Final Draft can help format a screenplay according to accepted industry standards and contains templates for many specific types of screenplay, including the classic style according to the book The Complete Guide to Standard Script Formats Part I: The Screenplay by Cole and Haag, a script format popularized by the movie studio Warner Bros., and The Screenwriter’s Bible by Dave Trottier.
Although modern television is a cousin of film, TV actually descended from radio. Nearly every type of program on TV today—news, sports, sitcoms, dramas, talk shows, etc.—originated on radio, not the theatrical screen. And radio is all about sound. Fortunately, Final Draft includes templates that adhere to the formatting specifications for most current popular shows.
Shows shot in front of a live audience using multiple cameras such as Two and a Half Men or many soap operas use a sitcom-style teleplay format while single-camera comedies such as New Girl use a variation on the theatrical screenplay format.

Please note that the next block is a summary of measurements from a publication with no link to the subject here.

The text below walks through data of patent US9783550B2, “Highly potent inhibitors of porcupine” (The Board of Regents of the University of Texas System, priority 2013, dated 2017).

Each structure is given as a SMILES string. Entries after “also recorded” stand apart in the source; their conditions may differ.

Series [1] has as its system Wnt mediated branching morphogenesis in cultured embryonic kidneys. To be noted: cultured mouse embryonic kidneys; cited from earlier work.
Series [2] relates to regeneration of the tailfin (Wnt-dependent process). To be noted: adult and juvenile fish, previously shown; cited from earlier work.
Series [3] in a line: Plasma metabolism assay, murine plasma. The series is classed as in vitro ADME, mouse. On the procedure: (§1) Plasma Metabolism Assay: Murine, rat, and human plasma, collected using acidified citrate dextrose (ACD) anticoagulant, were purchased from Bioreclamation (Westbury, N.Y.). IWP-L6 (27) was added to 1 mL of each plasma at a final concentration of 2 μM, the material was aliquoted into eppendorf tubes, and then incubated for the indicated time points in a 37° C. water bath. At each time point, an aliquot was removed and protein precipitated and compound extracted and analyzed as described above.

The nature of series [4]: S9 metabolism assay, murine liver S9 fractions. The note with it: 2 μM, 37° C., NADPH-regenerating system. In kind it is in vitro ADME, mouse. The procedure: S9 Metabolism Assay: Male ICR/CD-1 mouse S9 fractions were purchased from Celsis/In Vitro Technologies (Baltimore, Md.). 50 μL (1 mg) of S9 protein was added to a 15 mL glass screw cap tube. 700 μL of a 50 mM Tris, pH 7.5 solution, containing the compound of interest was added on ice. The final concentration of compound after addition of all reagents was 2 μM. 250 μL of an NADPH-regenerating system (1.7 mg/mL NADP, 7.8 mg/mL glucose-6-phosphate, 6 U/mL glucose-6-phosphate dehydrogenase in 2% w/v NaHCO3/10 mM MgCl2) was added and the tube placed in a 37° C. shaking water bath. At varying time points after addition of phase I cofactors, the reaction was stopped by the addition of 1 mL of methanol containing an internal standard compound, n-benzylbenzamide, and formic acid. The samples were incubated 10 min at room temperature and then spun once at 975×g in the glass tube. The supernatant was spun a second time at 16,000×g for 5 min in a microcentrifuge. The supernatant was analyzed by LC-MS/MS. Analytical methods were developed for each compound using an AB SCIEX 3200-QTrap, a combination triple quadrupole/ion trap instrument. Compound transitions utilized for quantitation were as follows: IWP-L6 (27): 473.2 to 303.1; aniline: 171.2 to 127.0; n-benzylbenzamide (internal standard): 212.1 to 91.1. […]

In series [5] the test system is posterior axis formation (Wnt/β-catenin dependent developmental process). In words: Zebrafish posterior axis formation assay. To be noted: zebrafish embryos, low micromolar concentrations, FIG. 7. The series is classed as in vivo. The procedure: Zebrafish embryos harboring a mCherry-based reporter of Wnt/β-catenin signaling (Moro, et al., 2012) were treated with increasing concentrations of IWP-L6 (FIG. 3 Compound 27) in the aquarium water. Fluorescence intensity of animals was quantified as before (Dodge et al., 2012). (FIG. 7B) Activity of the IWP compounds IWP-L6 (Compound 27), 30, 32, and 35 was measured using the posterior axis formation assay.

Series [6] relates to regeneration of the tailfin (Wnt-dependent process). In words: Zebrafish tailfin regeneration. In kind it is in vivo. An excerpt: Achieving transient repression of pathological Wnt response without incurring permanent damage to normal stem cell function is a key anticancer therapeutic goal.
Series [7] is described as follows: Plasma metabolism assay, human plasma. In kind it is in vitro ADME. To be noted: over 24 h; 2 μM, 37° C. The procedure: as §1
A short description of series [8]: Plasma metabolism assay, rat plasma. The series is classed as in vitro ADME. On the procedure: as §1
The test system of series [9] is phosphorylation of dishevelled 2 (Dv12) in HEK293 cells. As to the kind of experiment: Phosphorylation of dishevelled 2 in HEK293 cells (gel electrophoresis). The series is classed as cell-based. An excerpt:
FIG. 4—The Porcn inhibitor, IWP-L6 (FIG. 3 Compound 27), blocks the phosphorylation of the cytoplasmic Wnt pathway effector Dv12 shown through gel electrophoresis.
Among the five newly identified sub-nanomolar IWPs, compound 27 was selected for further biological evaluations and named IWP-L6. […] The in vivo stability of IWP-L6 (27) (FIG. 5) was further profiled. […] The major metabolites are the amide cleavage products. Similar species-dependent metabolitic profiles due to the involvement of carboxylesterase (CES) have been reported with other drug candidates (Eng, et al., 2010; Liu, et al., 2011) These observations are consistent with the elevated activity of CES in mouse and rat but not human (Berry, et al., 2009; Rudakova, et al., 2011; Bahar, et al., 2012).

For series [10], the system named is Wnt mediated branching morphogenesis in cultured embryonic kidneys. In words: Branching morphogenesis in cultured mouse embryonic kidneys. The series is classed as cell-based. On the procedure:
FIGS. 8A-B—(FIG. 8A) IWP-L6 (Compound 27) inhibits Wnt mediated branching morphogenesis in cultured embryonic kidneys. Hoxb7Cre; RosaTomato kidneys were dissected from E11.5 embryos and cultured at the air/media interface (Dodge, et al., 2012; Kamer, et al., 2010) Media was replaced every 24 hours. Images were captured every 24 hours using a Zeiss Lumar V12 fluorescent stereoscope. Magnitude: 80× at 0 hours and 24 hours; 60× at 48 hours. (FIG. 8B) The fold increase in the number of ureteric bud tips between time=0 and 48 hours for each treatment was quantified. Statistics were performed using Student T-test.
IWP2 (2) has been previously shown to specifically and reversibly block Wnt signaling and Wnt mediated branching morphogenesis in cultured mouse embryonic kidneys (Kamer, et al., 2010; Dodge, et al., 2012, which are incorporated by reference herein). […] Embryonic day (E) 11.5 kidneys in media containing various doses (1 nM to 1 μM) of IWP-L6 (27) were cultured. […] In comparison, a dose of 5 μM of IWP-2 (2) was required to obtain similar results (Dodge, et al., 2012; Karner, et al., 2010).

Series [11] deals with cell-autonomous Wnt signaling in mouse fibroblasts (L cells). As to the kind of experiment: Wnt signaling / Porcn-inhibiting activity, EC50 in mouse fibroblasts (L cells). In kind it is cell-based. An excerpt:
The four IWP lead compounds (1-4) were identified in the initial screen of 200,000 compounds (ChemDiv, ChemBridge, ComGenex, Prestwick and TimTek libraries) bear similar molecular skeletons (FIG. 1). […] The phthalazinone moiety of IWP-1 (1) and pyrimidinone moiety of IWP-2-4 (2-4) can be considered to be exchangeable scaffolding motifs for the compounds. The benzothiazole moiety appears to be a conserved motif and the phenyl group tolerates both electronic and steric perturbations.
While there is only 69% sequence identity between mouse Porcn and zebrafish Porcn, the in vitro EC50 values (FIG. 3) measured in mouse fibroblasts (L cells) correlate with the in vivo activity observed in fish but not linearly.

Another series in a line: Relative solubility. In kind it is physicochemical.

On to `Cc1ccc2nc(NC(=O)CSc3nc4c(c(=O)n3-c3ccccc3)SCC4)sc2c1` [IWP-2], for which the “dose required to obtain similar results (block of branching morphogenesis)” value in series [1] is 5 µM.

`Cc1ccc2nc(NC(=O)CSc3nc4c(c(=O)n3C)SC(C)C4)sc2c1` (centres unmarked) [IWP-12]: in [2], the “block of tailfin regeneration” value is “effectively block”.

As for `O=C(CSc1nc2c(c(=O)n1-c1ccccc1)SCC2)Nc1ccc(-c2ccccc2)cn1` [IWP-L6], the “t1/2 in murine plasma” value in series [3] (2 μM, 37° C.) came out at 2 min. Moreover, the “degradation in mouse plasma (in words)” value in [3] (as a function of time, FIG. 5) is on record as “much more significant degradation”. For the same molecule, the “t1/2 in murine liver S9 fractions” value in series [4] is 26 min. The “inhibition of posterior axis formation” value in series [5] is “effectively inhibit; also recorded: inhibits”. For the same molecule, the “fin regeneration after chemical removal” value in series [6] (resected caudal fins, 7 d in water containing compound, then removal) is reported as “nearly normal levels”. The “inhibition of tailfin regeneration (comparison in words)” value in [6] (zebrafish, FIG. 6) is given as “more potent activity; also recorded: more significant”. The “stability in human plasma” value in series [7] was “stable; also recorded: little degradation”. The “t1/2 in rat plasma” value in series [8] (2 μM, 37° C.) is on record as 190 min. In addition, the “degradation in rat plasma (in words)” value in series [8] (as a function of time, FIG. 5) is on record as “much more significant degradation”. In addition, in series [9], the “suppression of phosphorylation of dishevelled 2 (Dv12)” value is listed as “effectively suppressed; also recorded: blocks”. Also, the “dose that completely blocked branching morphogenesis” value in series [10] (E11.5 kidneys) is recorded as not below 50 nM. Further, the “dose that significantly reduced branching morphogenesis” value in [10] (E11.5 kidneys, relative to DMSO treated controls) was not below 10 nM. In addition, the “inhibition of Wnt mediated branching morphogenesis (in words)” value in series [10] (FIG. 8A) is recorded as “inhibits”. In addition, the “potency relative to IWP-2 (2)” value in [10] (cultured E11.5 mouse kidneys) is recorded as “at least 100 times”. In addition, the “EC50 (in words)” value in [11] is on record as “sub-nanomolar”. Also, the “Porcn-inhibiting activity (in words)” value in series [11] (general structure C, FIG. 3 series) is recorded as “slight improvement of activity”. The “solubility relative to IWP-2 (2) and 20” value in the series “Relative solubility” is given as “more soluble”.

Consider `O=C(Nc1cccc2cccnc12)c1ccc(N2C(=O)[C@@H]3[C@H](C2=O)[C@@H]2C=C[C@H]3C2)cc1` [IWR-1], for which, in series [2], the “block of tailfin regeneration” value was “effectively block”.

Sitcom script format reflects its talky radio origins: Dialogue is double-spaced for legibility; stage directions are formatted in all capital letters to make them easily distinguishable from dialogue; and the pages contain lots of white space for jotting notes. The live audience provides a laugh track but also limits where scenes can take place (street scenes and large crowds tend to be out of the question). The text in the script is spaced out much more so than in a screenplay; a page of a screenplay translates into about a minute of screen time while a page of a sitcom teleplay translates into about 30 seconds of screen time. The scenes are numbered—and the scene numbers are displayed at the top of each page along with the page numbers. The script is divided into acts and scenes and each division begins on a new page. A list of which characters are needed in each scene appears at the beginning of each scene. The dialogue can contain “personal direction” for the actor (such as “she sits” or “glumly”) within it rather than outside of it, just like a stage play.